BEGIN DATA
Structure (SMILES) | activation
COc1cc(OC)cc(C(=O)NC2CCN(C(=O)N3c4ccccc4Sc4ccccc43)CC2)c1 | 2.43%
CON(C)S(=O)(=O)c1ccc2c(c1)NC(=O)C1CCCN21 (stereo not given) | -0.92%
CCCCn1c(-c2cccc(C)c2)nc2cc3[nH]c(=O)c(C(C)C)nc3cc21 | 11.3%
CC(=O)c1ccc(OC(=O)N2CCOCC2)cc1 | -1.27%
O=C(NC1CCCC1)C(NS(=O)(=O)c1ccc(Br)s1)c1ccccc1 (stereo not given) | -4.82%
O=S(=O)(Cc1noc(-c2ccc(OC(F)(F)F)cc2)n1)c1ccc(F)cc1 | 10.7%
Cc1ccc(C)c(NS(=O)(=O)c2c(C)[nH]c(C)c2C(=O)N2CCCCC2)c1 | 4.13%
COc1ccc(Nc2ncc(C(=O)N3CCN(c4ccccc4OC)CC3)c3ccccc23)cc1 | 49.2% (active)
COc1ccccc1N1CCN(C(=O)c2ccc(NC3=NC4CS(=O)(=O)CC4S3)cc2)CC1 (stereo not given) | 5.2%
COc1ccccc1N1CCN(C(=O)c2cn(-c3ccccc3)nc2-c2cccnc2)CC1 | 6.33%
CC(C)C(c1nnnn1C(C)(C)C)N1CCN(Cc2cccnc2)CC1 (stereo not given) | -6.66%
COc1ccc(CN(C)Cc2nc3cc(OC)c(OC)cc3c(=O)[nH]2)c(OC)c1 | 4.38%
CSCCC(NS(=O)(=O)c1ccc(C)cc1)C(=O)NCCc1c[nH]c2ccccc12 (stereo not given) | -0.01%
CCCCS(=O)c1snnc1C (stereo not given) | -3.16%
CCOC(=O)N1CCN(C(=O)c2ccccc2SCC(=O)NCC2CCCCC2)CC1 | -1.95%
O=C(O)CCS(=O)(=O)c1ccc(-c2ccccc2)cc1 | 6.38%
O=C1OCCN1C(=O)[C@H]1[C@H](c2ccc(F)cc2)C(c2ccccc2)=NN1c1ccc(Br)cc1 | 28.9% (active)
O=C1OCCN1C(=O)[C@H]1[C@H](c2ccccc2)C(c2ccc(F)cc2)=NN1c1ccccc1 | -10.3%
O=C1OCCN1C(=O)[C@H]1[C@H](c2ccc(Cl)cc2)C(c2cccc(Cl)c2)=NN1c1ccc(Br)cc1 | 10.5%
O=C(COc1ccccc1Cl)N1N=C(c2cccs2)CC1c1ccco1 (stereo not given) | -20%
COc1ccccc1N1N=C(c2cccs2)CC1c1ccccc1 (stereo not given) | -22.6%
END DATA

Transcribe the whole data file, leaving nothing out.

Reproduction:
Structure (SMILES) | activation
COc1cc(OC)cc(C(=O)NC2CCN(C(=O)N3c4ccccc4Sc4ccccc43)CC2)c1 | 2.43%
CON(C)S(=O)(=O)c1ccc2c(c1)NC(=O)C1CCCN21 (stereo not given) | -0.92%
CCCCn1c(-c2cccc(C)c2)nc2cc3[nH]c(=O)c(C(C)C)nc3cc21 | 11.3%
CC(=O)c1ccc(OC(=O)N2CCOCC2)cc1 | -1.27%
O=C(NC1CCCC1)C(NS(=O)(=O)c1ccc(Br)s1)c1ccccc1 (stereo not given) | -4.82%
O=S(=O)(Cc1noc(-c2ccc(OC(F)(F)F)cc2)n1)c1ccc(F)cc1 | 10.7%
Cc1ccc(C)c(NS(=O)(=O)c2c(C)[nH]c(C)c2C(=O)N2CCCCC2)c1 | 4.13%
COc1ccc(Nc2ncc(C(=O)N3CCN(c4ccccc4OC)CC3)c3ccccc23)cc1 | 49.2% (active)
COc1ccccc1N1CCN(C(=O)c2ccc(NC3=NC4CS(=O)(=O)CC4S3)cc2)CC1 (stereo not given) | 5.2%
COc1ccccc1N1CCN(C(=O)c2cn(-c3ccccc3)nc2-c2cccnc2)CC1 | 6.33%
CC(C)C(c1nnnn1C(C)(C)C)N1CCN(Cc2cccnc2)CC1 (stereo not given) | -6.66%
COc1ccc(CN(C)Cc2nc3cc(OC)c(OC)cc3c(=O)[nH]2)c(OC)c1 | 4.38%
CSCCC(NS(=O)(=O)c1ccc(C)cc1)C(=O)NCCc1c[nH]c2ccccc12 (stereo not given) | -0.01%
CCCCS(=O)c1snnc1C (stereo not given) | -3.16%
CCOC(=O)N1CCN(C(=O)c2ccccc2SCC(=O)NCC2CCCCC2)CC1 | -1.95%
O=C(O)CCS(=O)(=O)c1ccc(-c2ccccc2)cc1 | 6.38%
O=C1OCCN1C(=O)[C@H]1[C@H](c2ccc(F)cc2)C(c2ccccc2)=NN1c1ccc(Br)cc1 | 28.9% (active)
O=C1OCCN1C(=O)[C@H]1[C@H](c2ccccc2)C(c2ccc(F)cc2)=NN1c1ccccc1 | -10.3%
O=C1OCCN1C(=O)[C@H]1[C@H](c2ccc(Cl)cc2)C(c2cccc(Cl)c2)=NN1c1ccc(Br)cc1 | 10.5%
O=C(COc1ccccc1Cl)N1N=C(c2cccs2)CC1c1ccco1 (stereo not given) | -20%
COc1ccccc1N1N=C(c2cccs2)CC1c1ccccc1 (stereo not given) | -22.6%